Charles and Shirley Fisher – Pomeroy Meadow Road
Eleazer Hannum was the first settler on this place, probably building the house in 1734, He had married in 1728, Martha Root, so probably his first two children were born in Northampton. However, according to the records, he had 14 children, 12 of them must have been born in this house. His first wife died after having 5 of his children, and for his second wife he married about 1743, Dorothea Banks.
One of his sons, Eleazer Hannum Jr. married about 1756, Ruth Hall. Their first child Ruth married Abner Sheldon of Southampton in 1776. They are the ancestors of Charles Fisher, present owner of this homestead.
Eleazer Hannum Sr. died about 1789, and he left the south part of his farm, 33 acres with buildings, to his sons, Joel and Timothy.
He left other parts of his land to other children, but the main part of the farm he left to his son Asahel.
Asahel sold out to David Thorp in 1793 (6-411a0, who came from Connecticut (probably New Haven). David Thorp had eight sons.
Probably all of his children were born in Connecticut, but some of them came to Southampton with him.
He died in 1810 or 1811 and his will was probated in the latter year. He evidently was fairly well off as he left to seven of his sons amounts from one dollar to $400.
To his son, Thomas, he left “all my land and buildings except a small piece of land opposite to my dwelling with the cooper’s shop on the same.”
Some of the brothers of Thomas settled in this vicinity. One of them, Caleb, was probably the first settler on the Wolcott farm at the foot of Pomeroy Mountain.
Thomas married Esther Bartlett in 1796. She died 4-7-1815 leaving nine children. He married a second wife, Relief Miller 11-19-1815 and they had at least 9 more children, but some of them must have been born after the family moved to Rochester, N. Y.
Thomas was a cooper and farmer doing a large business making barrels. However, he must have had some financial difficulties and gave a mortgage to Appleton Robbins. Mr. Robbins sold this mortgage to Vinson Gould. It is not apparent whether or not this mortgage was foreclosed, but Mr. Gould sold the farm to Gilbert Bascom in 1823. Just what year Thomas Thorp and family moved to Rochester is not recorded. Probably neither Mr. Robbins nor Mr. Gould ever lived here.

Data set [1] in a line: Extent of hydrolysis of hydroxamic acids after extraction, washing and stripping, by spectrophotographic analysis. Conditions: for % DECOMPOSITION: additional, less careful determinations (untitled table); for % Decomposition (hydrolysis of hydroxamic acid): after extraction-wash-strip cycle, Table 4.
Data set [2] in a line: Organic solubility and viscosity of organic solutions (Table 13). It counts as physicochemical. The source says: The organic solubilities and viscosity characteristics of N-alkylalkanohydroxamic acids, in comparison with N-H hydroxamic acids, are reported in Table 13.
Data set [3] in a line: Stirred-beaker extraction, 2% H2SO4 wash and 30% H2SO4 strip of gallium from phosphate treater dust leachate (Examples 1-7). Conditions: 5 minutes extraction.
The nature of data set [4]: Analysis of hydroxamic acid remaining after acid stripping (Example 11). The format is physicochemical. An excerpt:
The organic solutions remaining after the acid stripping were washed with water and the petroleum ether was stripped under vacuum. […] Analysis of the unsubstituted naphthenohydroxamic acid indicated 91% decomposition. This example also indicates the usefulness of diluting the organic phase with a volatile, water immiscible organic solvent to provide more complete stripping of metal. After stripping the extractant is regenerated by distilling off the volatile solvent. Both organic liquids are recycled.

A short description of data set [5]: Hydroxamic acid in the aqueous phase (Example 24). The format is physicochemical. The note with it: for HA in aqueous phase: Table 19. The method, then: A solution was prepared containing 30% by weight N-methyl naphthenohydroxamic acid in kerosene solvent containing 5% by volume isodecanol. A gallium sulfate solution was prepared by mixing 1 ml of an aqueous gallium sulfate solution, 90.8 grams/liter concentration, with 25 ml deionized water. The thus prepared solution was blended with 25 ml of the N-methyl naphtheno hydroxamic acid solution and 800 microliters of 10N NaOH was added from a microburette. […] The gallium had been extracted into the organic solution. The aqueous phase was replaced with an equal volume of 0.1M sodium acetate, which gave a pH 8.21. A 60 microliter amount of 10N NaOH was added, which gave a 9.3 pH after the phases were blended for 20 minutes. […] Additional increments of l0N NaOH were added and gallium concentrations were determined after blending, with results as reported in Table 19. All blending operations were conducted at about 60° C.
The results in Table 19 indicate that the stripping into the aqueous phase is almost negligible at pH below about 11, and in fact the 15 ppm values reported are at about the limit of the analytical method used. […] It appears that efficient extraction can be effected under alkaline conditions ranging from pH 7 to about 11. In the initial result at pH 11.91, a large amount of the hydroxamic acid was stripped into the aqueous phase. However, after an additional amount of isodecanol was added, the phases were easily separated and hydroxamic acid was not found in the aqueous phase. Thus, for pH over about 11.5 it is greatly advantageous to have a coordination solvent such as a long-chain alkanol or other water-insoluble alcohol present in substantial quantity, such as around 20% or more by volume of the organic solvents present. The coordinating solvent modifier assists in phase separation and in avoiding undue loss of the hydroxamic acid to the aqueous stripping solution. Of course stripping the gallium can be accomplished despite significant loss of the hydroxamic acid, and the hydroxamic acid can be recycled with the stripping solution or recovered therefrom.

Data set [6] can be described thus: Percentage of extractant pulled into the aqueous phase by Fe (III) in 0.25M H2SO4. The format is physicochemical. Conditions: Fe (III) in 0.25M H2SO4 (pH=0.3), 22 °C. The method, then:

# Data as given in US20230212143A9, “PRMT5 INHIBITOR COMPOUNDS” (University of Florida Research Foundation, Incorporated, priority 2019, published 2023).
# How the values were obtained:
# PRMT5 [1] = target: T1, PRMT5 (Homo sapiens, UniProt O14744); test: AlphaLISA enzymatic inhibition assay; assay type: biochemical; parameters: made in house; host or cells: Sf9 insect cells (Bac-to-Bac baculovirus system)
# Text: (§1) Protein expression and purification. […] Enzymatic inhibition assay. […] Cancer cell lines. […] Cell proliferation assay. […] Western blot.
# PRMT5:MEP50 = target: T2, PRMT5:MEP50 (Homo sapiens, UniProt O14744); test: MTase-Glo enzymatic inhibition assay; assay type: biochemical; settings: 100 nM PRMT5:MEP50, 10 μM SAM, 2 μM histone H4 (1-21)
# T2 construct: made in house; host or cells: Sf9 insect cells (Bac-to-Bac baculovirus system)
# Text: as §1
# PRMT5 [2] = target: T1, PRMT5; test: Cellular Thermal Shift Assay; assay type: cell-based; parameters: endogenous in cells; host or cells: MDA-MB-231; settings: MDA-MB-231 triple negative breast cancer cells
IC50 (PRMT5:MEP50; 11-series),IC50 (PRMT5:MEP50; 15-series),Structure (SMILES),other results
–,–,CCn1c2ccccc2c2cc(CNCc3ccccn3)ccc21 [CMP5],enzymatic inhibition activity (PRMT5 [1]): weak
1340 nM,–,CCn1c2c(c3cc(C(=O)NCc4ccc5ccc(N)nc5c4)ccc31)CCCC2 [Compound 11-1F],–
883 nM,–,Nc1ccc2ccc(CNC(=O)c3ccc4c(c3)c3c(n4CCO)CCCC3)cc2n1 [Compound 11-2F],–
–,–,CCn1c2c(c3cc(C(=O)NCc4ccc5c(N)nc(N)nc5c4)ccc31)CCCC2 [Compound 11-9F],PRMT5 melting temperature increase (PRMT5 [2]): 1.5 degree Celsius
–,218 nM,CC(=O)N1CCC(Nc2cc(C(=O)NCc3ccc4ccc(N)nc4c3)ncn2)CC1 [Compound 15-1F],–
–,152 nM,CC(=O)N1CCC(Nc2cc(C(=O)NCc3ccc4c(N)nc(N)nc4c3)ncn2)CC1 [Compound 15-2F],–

Gilbert Bascom married Cynthia Clark in 1822. He died in 1883 and she died in 1868. They had four daughters, Delia who died at the age of 21, Elvira B. married Alfred Warriner in 1858, Sophronia A. who married Silas Clark in 1845, and Samantha who did not marry.
By his will Gilbert Bascom left the farm to his three living daughters, Elvira, Sophonia, and Samantha. The husband of Elvira, Alfred or Alford Warriner died in 1881 and apparently Elvira came home to live soon after that. Samantha, call Cynthia, also lived at home or in Northampton is not known.
Arthur A. Goodenough was the next owner and occupant buying from the heirs of Gilbert Bascom May 15, 1906 (618-33). 85 1/2 and 20 acres.
This family did not reside here long, selling to Lucy M. Tuttle on May 7, 1908 (630-201). She apparently lived here for perhaps a year, but on the same above date 5-7-1908 she sold part of the farm, 55 acres and 1/4 acre to Leon G. Fowles and Laura A. Frary. Also on the same above date she gave a mortgage to the Easthampton Savings bank on the remainder of the farm, 30 acres and buildings.
This part of the farm also was purchased by Leon G. Fowles and Laura A. Frary on May 23, 1909.
Leon was married to Mary Madsen in 1914, and they moved into the house at that time. Laura Frary lived in the north part of the house and kept two boarders, George and William Foley. Leon and Mary had two sons, Elwyn and Leonard. Mary died in 1961, and Leon became in poor health soon after and died in 1965.
Leon had turned the ownership of the farm over to his two sons, Elwyn and Leonard Fowles in 1964, and they sold the buildings and some of the land to Charles and Shirley (Carpowits) Fisher the same year. Charles and Shirley have two children, Sheila and Sally.
–From “History of Old Houses” by Atherton Parsons
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